Philanthropists and Philanthropy

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Henry Phillips (1829-1884) and Margaret Thomson (neé Stobo) (1852-1892) and the Deaf, Dumb and Blind Institution

Henry Phillips[1] was the son of William Phillips and Sophia (nee Yates) who were both transported to Australia for fourteen years for “Having & Forged Banknotes.”[2] Both arrived in the colony of NSW in 1820, but William came on the Coromandel whereas Sophia came on the Janus with their seven children aged between 2 and 16 years (including some from William’s previous marriage). Sophia was then assigned to William as a convict, and they recommenced family life in the colony. He was granted a ticket of leave in 1821 and a conditional pardon in 1827 on the recommendation of Chief Justice Forbes, his wife Mrs Forbes, and Judge Stephen.[3] That William received such support from these prominent and respected citizens, especially from Mrs Forbes, is remarkable. Somehow, he must have come into sufficient contact with them that they could form the view that he was worthy of a pardon. A further nine children were born to Sophia and William with Henry being born on 17 July 1829 and dying on 13 March 1884 during a severe outbreak of typhoid fever in Sydney.[4]

The Stobo Family – Maggie is standing second on left

Margaret Thomson Stobo[5] (known as ‘Maggie’) was aged 19 when she married Henry, aged 42, on 7 June 1871[6] at St James, King Street, Sydney. Maggie was born in Greenock, Scotland, in 1852 and was part of a large family; she died in 1892. [7] She came to NSW in 1854[8] with her mother Mary in order to join her father, Captain Robert Stobo.[9] Stobo was the Captain of an Illawarra Steam Navigation company (ISN) steamer William IV and he later became the ISN agent and harbour master at Kiama, NSW.[10] Together Maggie and Henry had six children: Halcyon Mary Spears (1872-1873),[11] Henry Stobo (1873-1897), Beatrice Sophia Yates (1876-1933), Robert Stobo (1878-1890), Irene Victoria (1880-1972)[12] and Frederick Stobo (1884-1916), born shortly before his father’s death.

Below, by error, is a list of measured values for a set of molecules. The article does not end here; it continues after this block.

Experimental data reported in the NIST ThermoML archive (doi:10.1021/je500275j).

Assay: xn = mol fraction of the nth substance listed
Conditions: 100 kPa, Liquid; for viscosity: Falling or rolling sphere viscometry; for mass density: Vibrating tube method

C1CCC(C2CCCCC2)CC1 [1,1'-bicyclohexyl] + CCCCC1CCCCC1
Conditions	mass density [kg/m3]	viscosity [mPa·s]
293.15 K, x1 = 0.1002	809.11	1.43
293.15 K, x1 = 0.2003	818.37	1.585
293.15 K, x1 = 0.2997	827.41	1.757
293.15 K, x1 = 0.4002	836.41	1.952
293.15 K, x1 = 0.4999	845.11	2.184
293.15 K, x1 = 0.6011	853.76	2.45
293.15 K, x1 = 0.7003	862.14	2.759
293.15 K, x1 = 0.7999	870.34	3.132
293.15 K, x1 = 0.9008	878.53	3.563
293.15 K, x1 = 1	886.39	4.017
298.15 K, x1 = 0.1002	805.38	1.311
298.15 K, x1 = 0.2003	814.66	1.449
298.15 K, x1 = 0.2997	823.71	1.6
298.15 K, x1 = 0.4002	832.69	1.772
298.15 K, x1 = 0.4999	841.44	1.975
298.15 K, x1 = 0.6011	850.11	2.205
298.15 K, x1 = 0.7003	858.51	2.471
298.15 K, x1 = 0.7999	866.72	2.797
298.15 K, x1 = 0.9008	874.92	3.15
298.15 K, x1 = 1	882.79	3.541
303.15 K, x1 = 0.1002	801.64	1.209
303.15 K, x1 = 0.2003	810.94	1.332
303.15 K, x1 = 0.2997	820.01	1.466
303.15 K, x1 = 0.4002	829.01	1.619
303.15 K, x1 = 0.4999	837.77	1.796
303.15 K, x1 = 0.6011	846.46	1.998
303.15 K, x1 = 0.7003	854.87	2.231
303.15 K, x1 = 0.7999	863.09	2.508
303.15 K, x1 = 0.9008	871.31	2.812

Church Involvement

The Phillips family had a long association with St James King Street, maintaining a family pew there from 1833 until at least 1861 which, considering William only received a conditional pardon in 1827, is remarkable.[13] William’s funeral in 1860 was organised by Charles Beaver ‘undertaker, St James’ Church’ and in 1871, Henry was married there by Canon Allwood.[14] Henry did more than occupy pew No 86 at St James, however, for around 1846 and aged 17, he began to teach Sunday School, eventually becoming the Sunday School Superintendent. He took an active interest in Sunday Schools through his active participation in the Church of England Sunday School Institute.[15] At one Institute meeting, he advised his fellow teachers that ‘he found it a good plan of keeping up attention was to have the children ranged around him, and set them to find passages of Scripture’.[16] He also pointed out the ‘several advantages that arose from the teacher visiting at the residences of the children’ who were attending the Sunday School’. In addition, he suggested that ‘every member of the church might be serviceable in the cause of the Sunday-schools even though they were not mentally capacitated for being teachers.’[17] They might, he said, ‘inform the people in their neighbourhoods that a Sunday-school existed in the parish and urge the people to send their children there.’[18]

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Jane Steel Walker nee Hart (1832-1870) wife of businessman and philanthropist Thomas Walker of Yaralla

There is little accurate information available on Jane Steel Walker nee Hart, the wife of businessman and philanthropist Thomas Walker of Yaralla.[1] Our understanding of who Jane was is hampered by a lack of primary documentary evidence and by statements in secondary sources that are made about Jane, but which do not appear to be grounded in any primary source. Various writers have continued to uncritically quote these secondary sources which has compounded the confusion. The purpose of this short paper is to clarify what is actually known about Jane and her life.